Spokane County has seen a spike in confirmed coronavirus cases in the past two weeks, and state health officials are worried the rest of Washington could be next.
“We are at extreme risk of cases escalating,” Secretary of Health John Wiesman told reporters Wednesday.
While daily case rates have decreased since summer, there are still between 300 and 400 cases confirmed daily in Washington state, a rate seen during the first wave of the virus in April.
State Health Officer Kathy Lofy said hospitalizations have also plateaued and possibly begun to increase statewide as well. Locally, that also appears to be the case. Last Friday, 31 Spokane County residents were hospitalized with the virus. On Wednesday, 39 county residents are receiving treatment for the virus locally.
Lofy said outbreaks statewide are in myriad settings, from restaurants to places of worship. King County Public Health reported at least 25 confirmed cases connected to the Salish Lodge and Spa on Wednesday.
Meanwhile, the Spokane Veterans Home confirmed that another staff member tested positive for the virus, a case confirmed through weekly testing implemented at the facility. The staff member was asymptomatic, and that makes three workers total who have tested positive for the virus in a week there. No residents have tested positive in recent weeks, and the facility continues to test veterans and residents this week.
In Spokane County, the Spokane Regional Health District confirmed 79 new virus cases and confirmed an additional death on Wednesday.
There are now 7,125 COVID-19 cases in Spokane County with an estimated 75% of those cases recovered.
Cases are found in various settings throughout Spokane County as well, from long-term care facilities to schools to workplaces.
Local school districts are set to send kindergartners back to in-person classes next week. Lofy said, according to research conducted during the pandemic, younger children appear to be less likely to get infected than students who are even a little older, between 10 and 14, based on what data health officials have now.
“If there are schools starting throughout the state, particularly in areas with higher rates in the community and areas with increasing rates, we’ll want to watch closely to see if there’s any spread,” she said.
Spokane County Health Officer Dr. Bob Lutz said cases found in local school districts are in students coming into school with it, not contracting it in their classrooms. Staff, however, pose a greater risk for transmission within the school setting, he noted, due to settings like break rooms.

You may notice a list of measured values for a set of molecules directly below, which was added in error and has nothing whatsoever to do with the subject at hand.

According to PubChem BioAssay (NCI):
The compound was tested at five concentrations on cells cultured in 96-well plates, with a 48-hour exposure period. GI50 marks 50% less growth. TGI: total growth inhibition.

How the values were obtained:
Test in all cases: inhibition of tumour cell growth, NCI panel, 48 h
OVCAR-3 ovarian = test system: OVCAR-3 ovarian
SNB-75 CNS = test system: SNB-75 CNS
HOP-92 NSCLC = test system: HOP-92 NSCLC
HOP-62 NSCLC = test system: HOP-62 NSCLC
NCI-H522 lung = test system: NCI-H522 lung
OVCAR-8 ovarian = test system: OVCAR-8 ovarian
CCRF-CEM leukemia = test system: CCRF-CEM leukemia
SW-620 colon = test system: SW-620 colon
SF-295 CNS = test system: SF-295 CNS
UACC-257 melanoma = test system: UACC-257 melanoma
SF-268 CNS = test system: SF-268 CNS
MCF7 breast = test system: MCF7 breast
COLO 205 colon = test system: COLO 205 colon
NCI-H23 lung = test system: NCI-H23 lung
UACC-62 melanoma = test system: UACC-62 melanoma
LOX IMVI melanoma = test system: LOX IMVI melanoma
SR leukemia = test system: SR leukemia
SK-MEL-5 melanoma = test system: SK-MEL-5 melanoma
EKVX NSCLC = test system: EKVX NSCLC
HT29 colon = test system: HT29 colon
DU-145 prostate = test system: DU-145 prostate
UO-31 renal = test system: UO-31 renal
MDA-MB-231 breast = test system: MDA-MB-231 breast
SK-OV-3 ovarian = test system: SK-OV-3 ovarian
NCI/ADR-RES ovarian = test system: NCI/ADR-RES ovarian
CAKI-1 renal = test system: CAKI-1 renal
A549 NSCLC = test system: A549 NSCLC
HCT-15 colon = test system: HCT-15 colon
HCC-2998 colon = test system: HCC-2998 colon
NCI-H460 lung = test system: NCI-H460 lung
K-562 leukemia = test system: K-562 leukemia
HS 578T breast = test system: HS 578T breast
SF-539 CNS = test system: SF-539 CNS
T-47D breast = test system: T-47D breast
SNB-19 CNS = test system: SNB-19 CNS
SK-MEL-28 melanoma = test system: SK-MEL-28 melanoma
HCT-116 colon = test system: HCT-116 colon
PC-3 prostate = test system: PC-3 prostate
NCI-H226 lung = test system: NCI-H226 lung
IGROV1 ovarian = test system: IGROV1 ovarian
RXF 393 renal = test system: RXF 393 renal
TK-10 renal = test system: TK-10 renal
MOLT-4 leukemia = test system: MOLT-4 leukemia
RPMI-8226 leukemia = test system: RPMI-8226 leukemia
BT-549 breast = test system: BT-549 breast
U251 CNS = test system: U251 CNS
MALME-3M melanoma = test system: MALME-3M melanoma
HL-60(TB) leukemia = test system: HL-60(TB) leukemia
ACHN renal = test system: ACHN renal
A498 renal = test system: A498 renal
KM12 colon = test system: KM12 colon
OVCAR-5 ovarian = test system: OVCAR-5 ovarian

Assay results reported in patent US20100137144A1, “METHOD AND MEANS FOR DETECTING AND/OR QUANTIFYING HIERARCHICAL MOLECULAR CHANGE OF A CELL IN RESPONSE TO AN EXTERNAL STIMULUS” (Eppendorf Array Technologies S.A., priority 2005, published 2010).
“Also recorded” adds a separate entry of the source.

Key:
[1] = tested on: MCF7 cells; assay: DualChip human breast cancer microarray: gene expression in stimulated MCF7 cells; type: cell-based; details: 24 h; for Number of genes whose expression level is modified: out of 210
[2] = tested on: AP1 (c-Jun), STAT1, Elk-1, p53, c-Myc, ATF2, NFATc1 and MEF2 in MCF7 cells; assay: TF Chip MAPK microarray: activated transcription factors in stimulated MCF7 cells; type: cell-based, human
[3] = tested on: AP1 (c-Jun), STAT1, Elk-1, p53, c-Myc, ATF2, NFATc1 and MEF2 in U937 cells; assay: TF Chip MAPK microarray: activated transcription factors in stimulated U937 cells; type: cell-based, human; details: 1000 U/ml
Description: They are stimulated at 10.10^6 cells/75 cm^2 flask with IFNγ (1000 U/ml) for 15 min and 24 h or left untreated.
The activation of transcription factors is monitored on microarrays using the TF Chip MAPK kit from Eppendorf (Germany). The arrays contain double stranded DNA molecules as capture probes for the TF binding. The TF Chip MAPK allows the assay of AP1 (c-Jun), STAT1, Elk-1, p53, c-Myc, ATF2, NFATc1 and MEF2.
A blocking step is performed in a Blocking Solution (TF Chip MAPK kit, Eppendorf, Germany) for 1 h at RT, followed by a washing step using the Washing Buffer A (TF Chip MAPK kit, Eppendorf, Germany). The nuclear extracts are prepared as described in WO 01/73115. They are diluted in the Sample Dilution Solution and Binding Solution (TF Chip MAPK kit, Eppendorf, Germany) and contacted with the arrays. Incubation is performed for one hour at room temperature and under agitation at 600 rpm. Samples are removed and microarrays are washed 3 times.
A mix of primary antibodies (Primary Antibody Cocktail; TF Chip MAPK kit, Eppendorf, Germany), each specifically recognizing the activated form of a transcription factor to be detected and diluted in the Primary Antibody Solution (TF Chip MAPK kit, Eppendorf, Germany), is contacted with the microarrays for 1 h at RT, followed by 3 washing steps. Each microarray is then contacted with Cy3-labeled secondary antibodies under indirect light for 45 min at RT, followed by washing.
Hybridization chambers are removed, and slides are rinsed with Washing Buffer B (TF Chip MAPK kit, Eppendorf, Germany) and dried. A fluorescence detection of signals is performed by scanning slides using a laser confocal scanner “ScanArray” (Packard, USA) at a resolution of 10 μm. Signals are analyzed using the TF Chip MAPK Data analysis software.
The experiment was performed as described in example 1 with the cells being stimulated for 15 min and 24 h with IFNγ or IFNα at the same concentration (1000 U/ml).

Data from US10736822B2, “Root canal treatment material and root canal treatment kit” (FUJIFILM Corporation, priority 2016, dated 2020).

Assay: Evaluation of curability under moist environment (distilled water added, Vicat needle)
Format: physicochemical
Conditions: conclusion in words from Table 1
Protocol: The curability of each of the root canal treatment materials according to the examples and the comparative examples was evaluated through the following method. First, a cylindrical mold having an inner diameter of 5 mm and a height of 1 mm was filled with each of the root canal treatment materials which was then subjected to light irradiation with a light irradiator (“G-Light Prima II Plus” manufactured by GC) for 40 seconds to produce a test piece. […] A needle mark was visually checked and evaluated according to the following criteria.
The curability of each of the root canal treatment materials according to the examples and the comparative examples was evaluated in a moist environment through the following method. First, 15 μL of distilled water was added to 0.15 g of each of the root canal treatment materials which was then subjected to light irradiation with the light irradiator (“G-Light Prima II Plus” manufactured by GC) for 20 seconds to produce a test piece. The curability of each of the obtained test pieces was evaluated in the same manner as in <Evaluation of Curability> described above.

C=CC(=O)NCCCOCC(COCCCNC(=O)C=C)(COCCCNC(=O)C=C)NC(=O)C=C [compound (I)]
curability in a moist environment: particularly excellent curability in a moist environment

State health officials continue to prepare for the statewide distribution of a vaccine when it becomes available.
Washington state received a little less than $5 million in federal funds to prepare for the vaccine response, Wiesman said. The health department is hiring some additional staff with those funds, as well as contracting with vendors to roll out the program when vaccines become available. Next month, the department will begin enrolling health care providers in the COVID-19 vaccination program. The federal government is planning to distribute vaccinations directly to providers, not to the state first.
This presents lots of logistical planning on the department’s part, which Wiesman acknowledged on Wednesday. The state plan is due to the Centers for Disease Control and Prevention in mid-October. On Friday, the National Academies of Sciences intends to publish its framework for equitable allocation of the COVID-19 vaccine, which will help states determine which health care partners to send the most vaccinations, and for which kinds of workers or residents.
In the meantime, health officials are asking state residents to double-down on their efforts to keep the virus at bay, especially as cold and flu season are approaching, and cold weather will drive people indoors.
“If you look at the trajectory of the outbreak we’ve had here in Washington compared to other states, we’ve done really well,” Lofy said. “And that’s because everyone in Washington has done such an amazing job.”
That being said, health officials are just as nervous about what could be ahead.
“I wish I could predict what’s going to happen,” Lofy said. “I’m concerned that this is the beginning of an uptick or wave. Other states are starting to experience upticks, which makes me nervous.”
Arielle Dreher's reporting for The Spokesman-Review is funded in part by Report for America and by members of the Spokane community. This story can be republished by other organizations for free under a Creative Commons license. For more information on this, please contact our newspaper’s managing editor.
Local journalism is essential.
Give directly to The Spokesman-Review's Northwest Passages community forums series -- which helps to offset the costs of several reporter and editor positions at the newspaper -- by using the easy options below. Gifts processed in this system are not tax deductible, but are predominately used to help meet the local financial requirements needed to receive national matching-grant funds.
Subscribe to the Coronavirus newsletter
Get the day’s latest Coronavirus news delivered to your inbox by subscribing to our newsletter.